Chemotherapy, radiation therapy, and surgery may not soon be among the only methods to treat this aggressive type of breast cancer anymore. As researchers are on the verge of a breakthrough, Petra Rietschel, MD still champions early detection.
By Kevin Hewston
For most women, a diagnosis of triple-negative breast cancer can be quite scary. This type of breast cancer lacks three receptors known to fuel most breast cancers. Therefore, it does not respond well to treatments designed to target these receptors. The cancer also is more likely to spread beyond the breast and to return after treatment, especially in early years. Studies show women don’t typically survive beyond an average of five years with the disease; its mortality rate is quite high.
But there is hope in combating this rare but aggressive and virulent form of breast cancer. Researchers at the Virginia Commonwealth University are testing whether the cancer responds to drugs used to combat other cancers. Using insight into the behavior of the disease, they think that two medications in particular will be especially useful in attacking the cancer. Almost all cancers contain a mutation of a gene called tumor protein 53 (TP53).
Perhaps the reason that triple-negative breast cancers are so invasive is due to the apparent absence of TP53-encoded protein p53. The deficiency of the protein encoded by the gene causes cancer cells to wildly spawn and metastasize out of control. In a recent article in the Richmond Times-Dispatch, lead researcher Dr. Andrew Poklepovic explains it this way: “Printing presses…going with no editors, they are just churning through and dividing and there’s no breaks on the system to say, ‘Stop, let’s make sure everything is correct before we go through cell division.’” He, like Petra Rietschel, MD, is an oncologist. He practices at the University’s Massey Cancer Center, where the study is being conducted.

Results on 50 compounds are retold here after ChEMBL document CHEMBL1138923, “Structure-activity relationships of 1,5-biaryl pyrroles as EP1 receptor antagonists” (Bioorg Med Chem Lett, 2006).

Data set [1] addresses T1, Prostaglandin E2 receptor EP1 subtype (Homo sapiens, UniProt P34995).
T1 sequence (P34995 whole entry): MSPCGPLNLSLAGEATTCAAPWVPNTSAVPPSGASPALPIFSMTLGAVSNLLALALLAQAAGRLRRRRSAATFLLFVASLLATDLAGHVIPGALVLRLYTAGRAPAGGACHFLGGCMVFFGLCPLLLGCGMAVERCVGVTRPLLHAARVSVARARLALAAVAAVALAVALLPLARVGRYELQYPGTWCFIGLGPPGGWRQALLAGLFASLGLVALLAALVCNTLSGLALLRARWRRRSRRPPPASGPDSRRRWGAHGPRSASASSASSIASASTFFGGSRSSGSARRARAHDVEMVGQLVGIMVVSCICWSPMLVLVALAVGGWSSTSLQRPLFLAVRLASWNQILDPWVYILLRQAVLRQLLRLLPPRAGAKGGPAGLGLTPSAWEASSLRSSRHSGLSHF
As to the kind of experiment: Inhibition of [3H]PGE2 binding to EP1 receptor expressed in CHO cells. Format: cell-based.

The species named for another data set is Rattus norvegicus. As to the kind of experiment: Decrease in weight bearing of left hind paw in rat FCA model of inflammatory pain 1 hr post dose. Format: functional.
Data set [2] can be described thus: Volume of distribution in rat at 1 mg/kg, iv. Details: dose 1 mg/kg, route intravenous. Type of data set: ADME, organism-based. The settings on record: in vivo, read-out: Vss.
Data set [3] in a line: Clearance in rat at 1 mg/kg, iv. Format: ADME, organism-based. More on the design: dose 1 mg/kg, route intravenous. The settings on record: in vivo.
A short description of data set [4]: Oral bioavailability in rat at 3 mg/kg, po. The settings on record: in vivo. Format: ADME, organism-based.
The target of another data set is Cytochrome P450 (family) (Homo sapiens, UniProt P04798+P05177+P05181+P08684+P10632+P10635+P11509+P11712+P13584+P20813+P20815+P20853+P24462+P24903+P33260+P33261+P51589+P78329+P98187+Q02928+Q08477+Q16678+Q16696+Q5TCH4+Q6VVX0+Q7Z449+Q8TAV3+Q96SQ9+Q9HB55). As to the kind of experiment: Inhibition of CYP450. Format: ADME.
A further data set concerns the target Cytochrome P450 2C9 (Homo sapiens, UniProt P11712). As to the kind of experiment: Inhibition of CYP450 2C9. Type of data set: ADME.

Autophagy, literally “self-eating,” is a naturally occurring process in the life of a cell designed to generate energy when proteins are scarce. But when drugsPemetrexed and Sorafenib are thrown into the mix together, the cell kills itself as autophagy speeds up.Pemetrexed is an approved chemotherapy drug for lung cancer, while Sorafenib is used to treat kidney and liver cancer.A better understanding of p53s role in autophagy, as shown through this trail, may lead to more effective breast cancer treatments. Rather than blasting cells indiscriminately through present chemotherapy, for instance, future treatments would be tailored to genes like TP53.
Until then, Petra Rietschel, MD advises women to get mammograms in their 20s—contrary to popular belief. Why? Triple-negative breast cancer often affects young women, and late detection can be deadly.
About: Petra Rietschel, MD, is board-certified to practice medical oncology, hematology, and internal medicine. She works at the Montefiore-Einstein Center for Cancer Care in the Bronx, NY in addition to teaching and directing research efforts.